Beauty and the Beast Is A Nostalgic Misfire

Overview: To save her father, a young woman agrees to live with a prince who was cursed with a beastly appearance, and the two begin to fall for each other. Walt Disney Studios Motion Pictures; 2017; Rated PG; 129 minutes.

A Tale As Old As Time: For many moviegoers who still hold fond memories of watching the 1991 animated feature–which introduced the set of iconic musical numbers penned by returning lead composer Alan Menken for the first time–Disney’s Beauty and the Beast is indeed a tale as old as time. As yet another adaptation of the well-worn French fantasy fable by Jeanne-Marie Leprince de Beaumont–which was itself penned way back in the mid-18th century and has since been adapted multiple time over for both TV and film–Disney’s version of Beaumont’s romantic allegory has proven itself to be as timelessly applicable on its own terms. Watching the bright young damsel Belle gradually fall in love with the tender soul that lies behind the grisly visage of the Beast is immediately magical and transports the viewer into a world that is by turns enchantingly alien and intimately mundane. In Belle, any young woman who has found herself swept up in various fictions and histories only to be let down by their immediate realities is endlessly charming; and in the Beast, man’s strivings towards seeming approachable to the object of his most tender affections is poetically articulated. It’s just too bad that the finer dressings that make up the rest of director Bill Condon’s latest take on the contemporary movie musical falls flat.

Reimagining A Classic: For Condon, whose past work includes the Oscar winning movie musical adaptation of Dreamgirls from 2006 and the Ian McKellen period drama Mr. Holmes from 2015, Beauty and the Beast would seem like the perfect material for the American filmmaker to turn to next. What’s more, the entire cast and crew is filled to the brim with unmistakable lead talents that should have had no problem at all in recreating the late 20th century Disney masterpiece for a whole new generation of captive audiences. Yet most of Condon’s Beauty and the Beast fails to meet the mark on far too many of its sweeping musical numbers and dramatic set pieces. And for a major motion picture production that’s already a widely well known and critically renowned multi-million dollar property, that’s a sizable shortcoming in terms of quality that will no doubt affect its staying power in the minds of viewers hearing Menken’s iconic musical numbers for the first time in 2017.

Rebooting The Past: It’s unavoidable that several of the greatest movies of the 20th century are going to continue to see big budget reboots over the course of the 21st century, and by and large movies like Beauty and the Beast will be made and perform considerably better than most other theatrical releases featuring original screenplays. With movies like last year’s The Jungle Book and Pete’s Dragon already setting a clear precedent for future releases from Disney–and with further revisionist takes on The Lion King and The Little Mermaid already on the way–box office returns will continue to dictate the creative direction of production studios for years to come at the expense of diminishing the legacies of properties like Beauty and the Beast.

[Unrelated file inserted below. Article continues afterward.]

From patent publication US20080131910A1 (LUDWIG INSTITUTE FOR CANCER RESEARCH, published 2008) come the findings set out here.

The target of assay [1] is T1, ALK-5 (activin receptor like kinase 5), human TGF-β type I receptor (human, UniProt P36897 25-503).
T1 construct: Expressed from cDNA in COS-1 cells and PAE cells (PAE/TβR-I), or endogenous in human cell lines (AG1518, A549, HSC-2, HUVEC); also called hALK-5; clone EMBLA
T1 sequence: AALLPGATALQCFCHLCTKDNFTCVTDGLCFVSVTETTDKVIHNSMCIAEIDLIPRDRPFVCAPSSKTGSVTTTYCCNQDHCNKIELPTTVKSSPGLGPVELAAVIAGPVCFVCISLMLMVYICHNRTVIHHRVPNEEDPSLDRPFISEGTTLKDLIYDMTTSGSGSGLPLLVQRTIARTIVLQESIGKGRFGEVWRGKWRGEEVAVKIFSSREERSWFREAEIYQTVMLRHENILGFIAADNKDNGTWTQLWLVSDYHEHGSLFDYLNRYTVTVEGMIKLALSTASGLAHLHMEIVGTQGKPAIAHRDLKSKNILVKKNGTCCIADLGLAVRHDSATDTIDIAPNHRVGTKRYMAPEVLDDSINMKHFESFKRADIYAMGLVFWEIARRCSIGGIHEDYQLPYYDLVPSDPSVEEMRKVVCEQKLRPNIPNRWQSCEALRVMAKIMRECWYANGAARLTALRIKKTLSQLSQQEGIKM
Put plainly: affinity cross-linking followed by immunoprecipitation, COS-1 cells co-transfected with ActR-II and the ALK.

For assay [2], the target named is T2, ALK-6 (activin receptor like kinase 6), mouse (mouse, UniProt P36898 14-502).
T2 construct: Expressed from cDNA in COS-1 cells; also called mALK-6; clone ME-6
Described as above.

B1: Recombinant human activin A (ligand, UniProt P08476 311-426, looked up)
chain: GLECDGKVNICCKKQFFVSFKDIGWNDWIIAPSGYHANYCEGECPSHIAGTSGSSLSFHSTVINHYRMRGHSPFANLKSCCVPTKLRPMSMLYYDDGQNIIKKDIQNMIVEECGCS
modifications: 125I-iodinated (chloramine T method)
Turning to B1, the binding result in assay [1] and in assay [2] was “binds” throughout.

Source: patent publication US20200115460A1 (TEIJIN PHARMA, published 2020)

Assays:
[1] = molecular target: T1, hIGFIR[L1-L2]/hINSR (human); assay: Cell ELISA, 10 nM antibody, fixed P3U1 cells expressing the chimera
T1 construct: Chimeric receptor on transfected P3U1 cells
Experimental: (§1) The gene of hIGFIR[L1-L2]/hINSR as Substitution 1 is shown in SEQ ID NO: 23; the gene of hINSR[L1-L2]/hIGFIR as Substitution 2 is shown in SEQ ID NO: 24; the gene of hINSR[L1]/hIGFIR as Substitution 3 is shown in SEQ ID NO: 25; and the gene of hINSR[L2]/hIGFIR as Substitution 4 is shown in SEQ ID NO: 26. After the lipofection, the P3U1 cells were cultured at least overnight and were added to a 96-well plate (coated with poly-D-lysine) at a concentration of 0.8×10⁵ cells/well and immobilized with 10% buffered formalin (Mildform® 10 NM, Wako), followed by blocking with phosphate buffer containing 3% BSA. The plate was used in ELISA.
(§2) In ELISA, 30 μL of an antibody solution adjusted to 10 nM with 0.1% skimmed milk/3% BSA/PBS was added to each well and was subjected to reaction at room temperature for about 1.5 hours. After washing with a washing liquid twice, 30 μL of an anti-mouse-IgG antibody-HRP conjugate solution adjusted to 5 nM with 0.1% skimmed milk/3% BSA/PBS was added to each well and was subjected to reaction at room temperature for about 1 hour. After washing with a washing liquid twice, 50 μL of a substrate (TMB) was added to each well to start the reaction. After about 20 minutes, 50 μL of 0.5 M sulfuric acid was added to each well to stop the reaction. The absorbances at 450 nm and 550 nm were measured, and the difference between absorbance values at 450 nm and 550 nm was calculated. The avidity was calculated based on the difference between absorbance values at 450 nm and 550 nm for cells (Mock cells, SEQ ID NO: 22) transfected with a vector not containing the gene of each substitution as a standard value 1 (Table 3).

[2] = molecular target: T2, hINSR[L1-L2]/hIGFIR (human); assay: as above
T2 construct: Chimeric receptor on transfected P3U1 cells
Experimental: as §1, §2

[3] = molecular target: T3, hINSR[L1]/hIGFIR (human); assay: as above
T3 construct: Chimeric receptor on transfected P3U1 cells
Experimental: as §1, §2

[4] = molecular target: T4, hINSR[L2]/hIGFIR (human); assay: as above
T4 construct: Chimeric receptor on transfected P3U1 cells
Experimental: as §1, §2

Overall: Beauty and the Beast is already performing above and beyond anyone’s wildest expectations and will probably please general audiences just fine. Its narrative is already familiar, and for most that will probably be more than enough reason to applaud its good intentions. But in Condon’s tone deaf nostalgia for a classic that didn’t need to be remade or recast in the first place, Beauty and the Beast is a glaring misfire in Disney’s recent string of live-action reboots.

Grade: C-

Featured Image: Walt Disney Studios Motion Pictures

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Sean K. Cureton
English Major, Film Buff, and Citizen of the World, Sean K. Cureton is the curator of The Cure(ton) for a Bad Movie Film Blog, available at (seankcureton.wordpress.com), where an open and informed engagement in film criticism and analysis is exercised on a weekly basis. A born and raised Jersey Boy, having received a B.A. in English from Rutgers University, Sean is proud to call the Garden State his home, equidistant from both the steps that made Sylvester Stallone a household name, and the park where Harry was cordially introduced to Sally, even if he’d prefer to a stay in state due to a certain fondness for a convenience store located in Leonardo, NJ. When he’s not in the multiplex, you can follow him on Twitter, @seankcureton.